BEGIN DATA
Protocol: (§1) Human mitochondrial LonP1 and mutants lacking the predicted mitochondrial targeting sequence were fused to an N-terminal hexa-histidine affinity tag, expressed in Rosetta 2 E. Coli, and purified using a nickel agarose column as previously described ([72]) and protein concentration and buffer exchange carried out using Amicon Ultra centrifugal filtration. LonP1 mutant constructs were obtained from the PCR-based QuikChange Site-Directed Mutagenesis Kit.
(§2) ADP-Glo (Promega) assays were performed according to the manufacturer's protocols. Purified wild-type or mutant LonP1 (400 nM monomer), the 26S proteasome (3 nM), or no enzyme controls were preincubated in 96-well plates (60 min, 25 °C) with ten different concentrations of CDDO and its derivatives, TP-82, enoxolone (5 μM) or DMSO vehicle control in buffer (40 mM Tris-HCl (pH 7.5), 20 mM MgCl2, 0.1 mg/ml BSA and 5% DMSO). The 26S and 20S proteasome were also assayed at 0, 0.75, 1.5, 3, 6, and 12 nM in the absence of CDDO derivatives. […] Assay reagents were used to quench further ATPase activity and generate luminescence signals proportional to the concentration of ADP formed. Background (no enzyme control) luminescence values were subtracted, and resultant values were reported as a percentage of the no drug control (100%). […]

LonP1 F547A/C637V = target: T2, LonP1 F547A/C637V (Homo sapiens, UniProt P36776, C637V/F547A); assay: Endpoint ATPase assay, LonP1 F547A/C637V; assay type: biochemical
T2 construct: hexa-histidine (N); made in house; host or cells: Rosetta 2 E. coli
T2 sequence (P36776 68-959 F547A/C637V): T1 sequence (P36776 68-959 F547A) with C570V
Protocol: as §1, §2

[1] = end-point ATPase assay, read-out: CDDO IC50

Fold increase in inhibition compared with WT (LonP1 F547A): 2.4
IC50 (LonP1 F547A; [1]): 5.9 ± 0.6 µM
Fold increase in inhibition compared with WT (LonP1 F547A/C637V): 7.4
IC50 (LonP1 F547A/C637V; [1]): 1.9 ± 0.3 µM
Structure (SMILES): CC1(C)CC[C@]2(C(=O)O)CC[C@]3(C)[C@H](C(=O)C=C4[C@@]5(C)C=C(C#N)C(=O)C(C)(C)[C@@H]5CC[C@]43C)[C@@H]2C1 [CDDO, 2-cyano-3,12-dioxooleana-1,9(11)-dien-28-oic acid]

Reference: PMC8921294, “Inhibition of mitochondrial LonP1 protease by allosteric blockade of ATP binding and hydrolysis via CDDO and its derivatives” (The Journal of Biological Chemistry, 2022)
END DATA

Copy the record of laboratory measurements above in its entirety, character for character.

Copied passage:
Protocol: (§1) Human mitochondrial LonP1 and mutants lacking the predicted mitochondrial targeting sequence were fused to an N-terminal hexa-histidine affinity tag, expressed in Rosetta 2 E. Coli, and purified using a nickel agarose column as previously described ([72]) and protein concentration and buffer exchange carried out using Amicon Ultra centrifugal filtration. LonP1 mutant constructs were obtained from the PCR-based QuikChange Site-Directed Mutagenesis Kit.
(§2) ADP-Glo (Promega) assays were performed according to the manufacturer's protocols. Purified wild-type or mutant LonP1 (400 nM monomer), the 26S proteasome (3 nM), or no enzyme controls were preincubated in 96-well plates (60 min, 25 °C) with ten different concentrations of CDDO and its derivatives, TP-82, enoxolone (5 μM) or DMSO vehicle control in buffer (40 mM Tris-HCl (pH 7.5), 20 mM MgCl2, 0.1 mg/ml BSA and 5% DMSO). The 26S and 20S proteasome were also assayed at 0, 0.75, 1.5, 3, 6, and 12 nM in the absence of CDDO derivatives. […] Assay reagents were used to quench further ATPase activity and generate luminescence signals proportional to the concentration of ADP formed. Background (no enzyme control) luminescence values were subtracted, and resultant values were reported as a percentage of the no drug control (100%). […]

LonP1 F547A/C637V = target: T2, LonP1 F547A/C637V (Homo sapiens, UniProt P36776, C637V/F547A); assay: Endpoint ATPase assay, LonP1 F547A/C637V; assay type: biochemical
T2 construct: hexa-histidine (N); made in house; host or cells: Rosetta 2 E. coli
T2 sequence (P36776 68-959 F547A/C637V): T1 sequence (P36776 68-959 F547A) with C570V
Protocol: as §1, §2

[1] = end-point ATPase assay, read-out: CDDO IC50

Fold increase in inhibition compared with WT (LonP1 F547A): 2.4
IC50 (LonP1 F547A; [1]): 5.9 ± 0.6 µM
Fold increase in inhibition compared with WT (LonP1 F547A/C637V): 7.4
IC50 (LonP1 F547A/C637V; [1]): 1.9 ± 0.3 µM
Structure (SMILES): CC1(C)CC[C@]2(C(=O)O)CC[C@]3(C)[C@H](C(=O)C=C4[C@@]5(C)C=C(C#N)C(=O)C(C)(C)[C@@H]5CC[C@]43C)[C@@H]2C1 [CDDO, 2-cyano-3,12-dioxooleana-1,9(11)-dien-28-oic acid]

Reference: PMC8921294, “Inhibition of mitochondrial LonP1 protease by allosteric blockade of ATP binding and hydrolysis via CDDO and its derivatives” (The Journal of Biological Chemistry, 2022)